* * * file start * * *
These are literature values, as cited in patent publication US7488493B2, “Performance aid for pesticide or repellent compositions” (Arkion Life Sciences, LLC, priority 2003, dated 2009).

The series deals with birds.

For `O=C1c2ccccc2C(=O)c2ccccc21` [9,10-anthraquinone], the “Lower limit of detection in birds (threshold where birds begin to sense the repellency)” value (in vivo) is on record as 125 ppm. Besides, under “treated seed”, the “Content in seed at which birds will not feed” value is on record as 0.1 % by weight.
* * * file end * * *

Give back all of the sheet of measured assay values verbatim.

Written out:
These are literature values, as cited in patent publication US7488493B2, “Performance aid for pesticide or repellent compositions” (Arkion Life Sciences, LLC, priority 2003, dated 2009).

The series deals with birds.

For `O=C1c2ccccc2C(=O)c2ccccc21` [9,10-anthraquinone], the “Lower limit of detection in birds (threshold where birds begin to sense the repellency)” value (in vivo) is on record as 125 ppm. Besides, under “treated seed”, the “Content in seed at which birds will not feed” value is on record as 0.1 % by weight.